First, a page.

We Might Be on the Verge of the First Major Innovation in Vinyl Records Since 1948

Columbia Records introduced the long-playing 33 1/3 RPM album in June 1948. About six months later, RCA launched its rival format, the 7-inch 45 RPM single. Since then, the vinyl record has pretty much stayed the same.

Sure, there were a few attempts at innovation, including quadraphonic vinyl in the 70s, but an album or 7-inch released in 1949 is technologically the same as one you’d buy today. It works. What needs changing?

An Austrian company called Research Joaneum has figured out a way to cram more audio information–30% more–into the grooves of a vinyl record. The result is a longer playing time beyond the 22 minutes(ish) of the standard album along with a wider frequency range.

A well-recorded and mastered recording press onto heavy virgin vinyl already sounds great, but this new manufacturing method promises “high-definition” sound. And the good news is that it’s 100% compatible with all current turntables.

Read more at Exclaim.

Alan Cross

is an internationally known broadcaster, interviewer, writer, consultant, blogger and speaker. In his 30+ years in the music business, Alan has interviewed the biggest names in rock, from David Bowie and U2 to Pearl Jam and the Foo Fighters. He’s also known as a musicologist and documentarian through programs like The Ongoing History of New Music.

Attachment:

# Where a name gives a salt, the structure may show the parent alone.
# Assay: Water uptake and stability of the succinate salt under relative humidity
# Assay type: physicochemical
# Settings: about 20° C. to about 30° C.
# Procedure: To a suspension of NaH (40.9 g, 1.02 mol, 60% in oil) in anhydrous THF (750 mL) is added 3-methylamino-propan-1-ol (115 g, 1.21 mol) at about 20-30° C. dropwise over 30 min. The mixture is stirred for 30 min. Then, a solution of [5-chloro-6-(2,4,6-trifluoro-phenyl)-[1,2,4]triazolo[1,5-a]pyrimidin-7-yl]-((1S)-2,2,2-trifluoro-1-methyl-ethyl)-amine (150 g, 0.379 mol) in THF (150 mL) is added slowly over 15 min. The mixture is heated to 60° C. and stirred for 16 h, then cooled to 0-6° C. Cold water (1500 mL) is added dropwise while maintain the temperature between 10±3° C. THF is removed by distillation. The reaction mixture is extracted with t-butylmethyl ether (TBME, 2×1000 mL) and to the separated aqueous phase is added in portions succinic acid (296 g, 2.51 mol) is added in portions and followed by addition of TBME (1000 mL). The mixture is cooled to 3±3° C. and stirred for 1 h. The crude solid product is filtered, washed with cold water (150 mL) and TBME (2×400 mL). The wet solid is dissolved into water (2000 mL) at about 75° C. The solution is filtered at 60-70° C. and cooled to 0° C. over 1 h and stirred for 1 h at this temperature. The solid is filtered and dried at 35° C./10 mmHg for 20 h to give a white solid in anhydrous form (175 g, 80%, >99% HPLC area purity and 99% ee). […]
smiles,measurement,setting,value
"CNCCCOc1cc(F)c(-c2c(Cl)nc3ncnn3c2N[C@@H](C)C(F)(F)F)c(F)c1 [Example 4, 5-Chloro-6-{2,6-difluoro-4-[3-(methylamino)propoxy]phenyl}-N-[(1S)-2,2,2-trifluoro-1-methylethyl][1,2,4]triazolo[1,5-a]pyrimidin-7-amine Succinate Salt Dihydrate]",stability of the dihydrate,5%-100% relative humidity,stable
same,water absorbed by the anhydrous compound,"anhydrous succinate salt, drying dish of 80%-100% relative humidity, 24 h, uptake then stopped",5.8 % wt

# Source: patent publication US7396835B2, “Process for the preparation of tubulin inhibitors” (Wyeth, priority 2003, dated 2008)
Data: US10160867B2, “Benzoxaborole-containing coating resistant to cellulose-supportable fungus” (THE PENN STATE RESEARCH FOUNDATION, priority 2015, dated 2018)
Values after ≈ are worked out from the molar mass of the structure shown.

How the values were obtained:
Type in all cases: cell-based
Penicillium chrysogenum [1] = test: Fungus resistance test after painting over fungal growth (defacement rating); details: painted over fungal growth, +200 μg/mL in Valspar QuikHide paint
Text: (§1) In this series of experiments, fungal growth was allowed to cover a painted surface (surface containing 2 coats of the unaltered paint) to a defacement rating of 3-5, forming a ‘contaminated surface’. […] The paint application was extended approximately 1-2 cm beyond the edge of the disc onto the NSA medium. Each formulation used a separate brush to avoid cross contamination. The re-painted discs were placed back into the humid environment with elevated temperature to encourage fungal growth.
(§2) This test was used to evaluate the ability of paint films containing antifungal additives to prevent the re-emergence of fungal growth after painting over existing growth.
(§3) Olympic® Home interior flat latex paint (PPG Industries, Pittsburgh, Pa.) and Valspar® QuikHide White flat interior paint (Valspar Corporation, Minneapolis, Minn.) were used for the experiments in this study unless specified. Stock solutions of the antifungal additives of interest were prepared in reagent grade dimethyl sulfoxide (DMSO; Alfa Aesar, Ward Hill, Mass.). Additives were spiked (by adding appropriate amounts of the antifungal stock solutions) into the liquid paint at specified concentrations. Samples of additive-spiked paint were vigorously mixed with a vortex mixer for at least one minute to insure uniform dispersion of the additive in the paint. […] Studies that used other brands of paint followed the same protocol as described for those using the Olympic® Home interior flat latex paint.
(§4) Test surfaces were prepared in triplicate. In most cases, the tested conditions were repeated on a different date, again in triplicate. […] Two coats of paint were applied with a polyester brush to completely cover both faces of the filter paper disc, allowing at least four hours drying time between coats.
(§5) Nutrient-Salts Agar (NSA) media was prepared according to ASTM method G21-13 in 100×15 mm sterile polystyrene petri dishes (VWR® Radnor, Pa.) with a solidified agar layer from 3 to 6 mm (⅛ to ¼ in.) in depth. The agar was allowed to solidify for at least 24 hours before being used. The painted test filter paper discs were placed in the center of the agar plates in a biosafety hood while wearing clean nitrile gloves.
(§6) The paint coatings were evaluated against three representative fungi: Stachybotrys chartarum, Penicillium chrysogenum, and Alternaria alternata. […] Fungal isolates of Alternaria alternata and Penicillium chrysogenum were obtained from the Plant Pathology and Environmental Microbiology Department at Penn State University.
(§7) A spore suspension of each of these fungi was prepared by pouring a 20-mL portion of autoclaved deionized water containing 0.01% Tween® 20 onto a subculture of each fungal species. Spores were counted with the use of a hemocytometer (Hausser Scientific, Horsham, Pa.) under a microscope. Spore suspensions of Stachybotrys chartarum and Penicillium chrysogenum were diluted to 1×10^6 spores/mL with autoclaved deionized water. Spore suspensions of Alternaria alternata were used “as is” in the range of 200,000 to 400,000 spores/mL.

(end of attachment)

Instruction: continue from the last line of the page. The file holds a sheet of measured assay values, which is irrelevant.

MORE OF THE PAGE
One thought on “We Might Be on the Verge of the First Major Innovation in Vinyl Records Since 1948

  • March 17, 2016 at 12:59 pm
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    Allan you have submitted a well-written story about the possibility of “next generation” vinyl discs. More detail is needed about how this 30% improvement will be accomplished. The link to EXCLAIM doesn’t work for me when reading this article on my LG phone. Thanks for your hard work on this article and I look forward to reading more.

    Reply

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